opportunivore
n. A person who eats whatever he or she can find, particularly food that has been discarded.

Example Citations:
Forget buying brie from local producers. Or stocking up on strictly organic oranges. Or even insisting on cruelty-free tofu chops instead of four-legged fry-ups. The latest wave of ethical eaters are opting out of the grocery-food chain entirely — and into dumpster dining.

Called freegans, urban foragers, opportunivores, these social activists are so repulsed by the food waste in developed countries — and the larger politics of the food industry — they rifle through trash cans to salvage "corporate leftovers" for their meals.
—Jenn Gearey, "Consumed with less: not buying any food," The Globe and Mail, January 13, 2007

What the housemates will eat, though, are dumpster finds, like the three half-pound bags of shredded coconut that they rescued from the trash bin behind a health food store. When I first arrived at the house, Josh was bent over a laptop, scouring the Internet for recipes containing coconut the housemates were organizing a brunch the next day, and the coconut was already a month stale, so they needed to get rid of it. The recipe hunt was made more difficult because four of the housemates are vegans, meaning they won't eat any sort of animal product; two of the housemates are vegetarians, and Nate's an opportunivore, meaning that he'll eat anything that's around.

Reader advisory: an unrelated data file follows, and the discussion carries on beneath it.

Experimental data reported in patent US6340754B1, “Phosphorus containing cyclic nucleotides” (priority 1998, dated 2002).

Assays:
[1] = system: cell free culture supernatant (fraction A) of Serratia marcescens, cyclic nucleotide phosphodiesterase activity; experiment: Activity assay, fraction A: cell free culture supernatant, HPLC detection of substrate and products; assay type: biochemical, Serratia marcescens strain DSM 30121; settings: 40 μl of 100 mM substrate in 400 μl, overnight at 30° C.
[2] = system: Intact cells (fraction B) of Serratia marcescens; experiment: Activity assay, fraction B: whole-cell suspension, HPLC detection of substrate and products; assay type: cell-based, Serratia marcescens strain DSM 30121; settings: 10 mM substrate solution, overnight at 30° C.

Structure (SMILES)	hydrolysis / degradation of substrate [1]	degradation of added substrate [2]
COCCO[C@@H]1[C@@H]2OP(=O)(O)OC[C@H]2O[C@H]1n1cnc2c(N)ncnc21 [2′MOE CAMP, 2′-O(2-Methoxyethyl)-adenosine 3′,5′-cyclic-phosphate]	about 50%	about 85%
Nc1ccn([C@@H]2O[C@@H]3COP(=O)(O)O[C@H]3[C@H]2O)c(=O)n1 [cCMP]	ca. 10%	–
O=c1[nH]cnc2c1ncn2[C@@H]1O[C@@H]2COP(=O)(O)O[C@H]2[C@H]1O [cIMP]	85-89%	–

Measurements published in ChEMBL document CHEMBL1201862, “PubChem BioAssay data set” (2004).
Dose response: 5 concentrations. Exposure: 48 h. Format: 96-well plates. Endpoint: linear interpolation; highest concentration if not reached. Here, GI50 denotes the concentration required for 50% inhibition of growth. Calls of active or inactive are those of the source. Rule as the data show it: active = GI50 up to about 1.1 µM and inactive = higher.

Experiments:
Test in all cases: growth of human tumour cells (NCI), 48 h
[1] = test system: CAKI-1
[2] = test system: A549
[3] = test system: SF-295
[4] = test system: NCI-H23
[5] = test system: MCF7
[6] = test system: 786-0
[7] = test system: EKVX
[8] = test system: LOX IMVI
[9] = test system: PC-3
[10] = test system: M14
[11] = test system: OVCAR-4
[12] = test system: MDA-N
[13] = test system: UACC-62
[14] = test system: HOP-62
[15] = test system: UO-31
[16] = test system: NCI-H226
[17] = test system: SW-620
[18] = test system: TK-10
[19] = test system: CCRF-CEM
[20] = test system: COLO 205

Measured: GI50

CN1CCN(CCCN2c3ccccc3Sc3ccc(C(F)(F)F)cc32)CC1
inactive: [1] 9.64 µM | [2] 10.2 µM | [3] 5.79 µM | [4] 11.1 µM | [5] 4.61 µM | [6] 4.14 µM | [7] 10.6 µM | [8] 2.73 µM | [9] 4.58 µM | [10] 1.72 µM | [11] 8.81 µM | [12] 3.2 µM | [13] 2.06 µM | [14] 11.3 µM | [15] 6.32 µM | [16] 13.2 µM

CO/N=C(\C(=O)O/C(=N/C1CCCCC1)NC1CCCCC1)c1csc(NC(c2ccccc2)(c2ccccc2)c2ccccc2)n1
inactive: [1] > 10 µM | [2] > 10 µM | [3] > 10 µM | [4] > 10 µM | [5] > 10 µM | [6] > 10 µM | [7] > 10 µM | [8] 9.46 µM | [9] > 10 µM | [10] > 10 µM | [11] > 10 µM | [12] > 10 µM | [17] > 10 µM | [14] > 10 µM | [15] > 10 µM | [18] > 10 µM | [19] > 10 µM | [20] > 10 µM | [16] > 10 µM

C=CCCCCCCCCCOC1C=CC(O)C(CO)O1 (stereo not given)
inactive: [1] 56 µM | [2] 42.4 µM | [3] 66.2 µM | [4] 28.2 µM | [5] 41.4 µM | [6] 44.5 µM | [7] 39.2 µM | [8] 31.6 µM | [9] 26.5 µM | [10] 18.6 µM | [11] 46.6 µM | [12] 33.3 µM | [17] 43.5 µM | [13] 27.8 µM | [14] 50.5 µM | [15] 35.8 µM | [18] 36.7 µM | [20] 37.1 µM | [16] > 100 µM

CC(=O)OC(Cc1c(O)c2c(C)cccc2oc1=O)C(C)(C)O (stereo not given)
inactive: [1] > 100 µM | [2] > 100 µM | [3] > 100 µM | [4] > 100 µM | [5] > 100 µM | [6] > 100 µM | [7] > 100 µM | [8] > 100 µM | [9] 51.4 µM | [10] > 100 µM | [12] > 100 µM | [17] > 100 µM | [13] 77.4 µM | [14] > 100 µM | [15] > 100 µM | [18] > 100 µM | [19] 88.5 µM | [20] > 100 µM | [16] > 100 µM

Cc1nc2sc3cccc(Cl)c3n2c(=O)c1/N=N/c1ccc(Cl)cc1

—Kate Swearengen, "Activism, Princeton-style," Princeton Alumni Weekly, February 26, 2003

Earliest Citation:
The Ju/'hoansi still hunt and gather in Nyae Nyae, formerly Namibia's Eastern Bushmanland. In "opportunivore" style, they are using their traditional skills to enter the global cash economy.
—Ted Kerasote, "Be an opportunivore; What American sportsmen can learn from African bushmen," Sports Afield, August 1, 1998

Notes:
A variation on the opportunivore theme is a person who is mostly vegetarian but who eats meat if it it happens to be around. This sense of the term is slightly older, dating to 1997:

'I enjoy eating meat occasionally,' she explained, 'but I don't have to feel guilty about it, because I never buy it myself. I only eat meat when it is cooked for me by my friends.' And she added, with just a hint of smugness, 'I like to call myself an opportunivore.'
—Hugh Fearnley Whittingsall, "Cowardly carnivore," The Evening Standard, May 27, 1997

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